Trading stock and other investment securities on the margin is a credit system in which an investor accepts a loan from a broker or investment firm to complete securities purchases. Margin buying and selling is only for the experienced investor with a history of smart financial transactions, as the potential liability for trading in this manner can be great if stock prices suddenly drop.
Purchasing on Margin
An investor purchases on margin when he contributes a portion of the purchase price for a stock or other securities investment, with his securities broker paying the outstanding balance. The securities broker is willing to pay part of the purchase price based on the profit potential of the newly-acquired investment. The broker retains possession of the purchased investment as collateral to compel the investor to repay the broker's portion of the margin purchase. If the investor doesn't pay, the broker keeps the securities investment.
Broker Margin Calling
A margin call is a demand from a broker or futures clearing house to a client or member to contribute money to her margin deposit account to bring up the balance lost by a dip in investment value. An investor must usually bring the balance up to a predetermined minimum level to keep the account current and continue building a portfolio, according to BusinessDictionary.com. An investor failing to make the necessary deposit to bring the account current loses the ability to trade on margin with the broker, or futures clearing house, and may also lose possession of all margin stock in her portfolio.
Short Selling Stock
Short selling stock is a type of margin trading in which an investor sells a share of stock he does not own. A broker or investment firm loans the security to the investor at the time of the transaction so the investor can process the transaction. The investor's liability for the loan remains until he purchases sufficient stock to replace what the broker or investment firm previously loaned him. If the stock price drops before the investor buys stock to replace the loan, he turns a profit. If the stock price rises, he takes a loss.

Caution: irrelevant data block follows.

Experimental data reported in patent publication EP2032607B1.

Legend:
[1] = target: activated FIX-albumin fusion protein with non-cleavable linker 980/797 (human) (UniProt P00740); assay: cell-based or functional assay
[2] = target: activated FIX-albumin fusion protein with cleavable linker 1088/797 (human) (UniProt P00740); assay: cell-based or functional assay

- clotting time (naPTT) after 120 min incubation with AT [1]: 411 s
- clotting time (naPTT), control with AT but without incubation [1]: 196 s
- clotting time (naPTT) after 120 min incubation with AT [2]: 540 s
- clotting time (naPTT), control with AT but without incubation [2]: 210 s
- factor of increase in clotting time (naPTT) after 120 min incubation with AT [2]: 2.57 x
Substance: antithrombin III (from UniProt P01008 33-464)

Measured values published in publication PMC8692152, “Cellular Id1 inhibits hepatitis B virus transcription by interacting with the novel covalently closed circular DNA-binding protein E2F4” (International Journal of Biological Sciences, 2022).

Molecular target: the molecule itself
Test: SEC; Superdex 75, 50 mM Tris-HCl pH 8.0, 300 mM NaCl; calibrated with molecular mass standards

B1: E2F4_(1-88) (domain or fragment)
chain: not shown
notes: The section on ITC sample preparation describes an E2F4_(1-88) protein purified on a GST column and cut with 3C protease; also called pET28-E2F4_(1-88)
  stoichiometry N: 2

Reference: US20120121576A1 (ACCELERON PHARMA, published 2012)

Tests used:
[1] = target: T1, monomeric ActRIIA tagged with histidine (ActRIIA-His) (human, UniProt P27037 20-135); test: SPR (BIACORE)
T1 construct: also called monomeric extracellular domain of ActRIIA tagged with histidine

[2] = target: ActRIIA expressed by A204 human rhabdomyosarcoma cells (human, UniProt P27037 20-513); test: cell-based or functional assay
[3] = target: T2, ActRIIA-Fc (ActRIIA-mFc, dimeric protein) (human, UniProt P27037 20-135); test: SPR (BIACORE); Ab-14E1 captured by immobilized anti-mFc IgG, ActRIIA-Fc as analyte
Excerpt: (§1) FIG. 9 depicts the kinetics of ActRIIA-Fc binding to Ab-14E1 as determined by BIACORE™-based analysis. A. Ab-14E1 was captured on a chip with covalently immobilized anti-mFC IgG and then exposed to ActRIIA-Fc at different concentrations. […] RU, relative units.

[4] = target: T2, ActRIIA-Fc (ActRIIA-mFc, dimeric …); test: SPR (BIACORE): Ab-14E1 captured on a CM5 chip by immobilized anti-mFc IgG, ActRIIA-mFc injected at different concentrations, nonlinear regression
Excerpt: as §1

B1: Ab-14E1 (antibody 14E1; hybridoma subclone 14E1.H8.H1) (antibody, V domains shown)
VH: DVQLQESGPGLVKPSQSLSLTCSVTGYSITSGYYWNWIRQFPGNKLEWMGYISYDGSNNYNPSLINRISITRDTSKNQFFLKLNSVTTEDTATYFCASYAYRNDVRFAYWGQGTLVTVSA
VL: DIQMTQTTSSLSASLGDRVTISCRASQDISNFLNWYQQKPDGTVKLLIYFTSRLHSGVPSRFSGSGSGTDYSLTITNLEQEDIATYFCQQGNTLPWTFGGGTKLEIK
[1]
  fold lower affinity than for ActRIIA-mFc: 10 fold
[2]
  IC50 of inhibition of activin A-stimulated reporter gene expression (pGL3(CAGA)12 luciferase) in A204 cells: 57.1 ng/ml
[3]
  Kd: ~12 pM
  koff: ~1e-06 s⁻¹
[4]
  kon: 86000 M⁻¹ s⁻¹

Restrictions on Short Selling
As of 2004, the U.S. Securities and Exchange Commission (SEC) placed restrictions on short selling. According to Fidelity.com, the Short Sale Rule only allows the practice of short selling under market conditions where the stock price in question is on the rise or stable from its previous trading position. This helps prevent an investor from taking a significant financial loss due to a falling stock price. An investment firm or broker also retains the right to reject any short sale offer.
Jonathan Lister has been a writer and content marketer since 2003. His latest book publication, "Bullet, a Demos City Novel" is forthcoming from J Taylor Publishing in June 2014. He holds a Bachelor of Arts in English from Shippensburg University and a Master of Fine Arts in writing and poetics from Naropa University.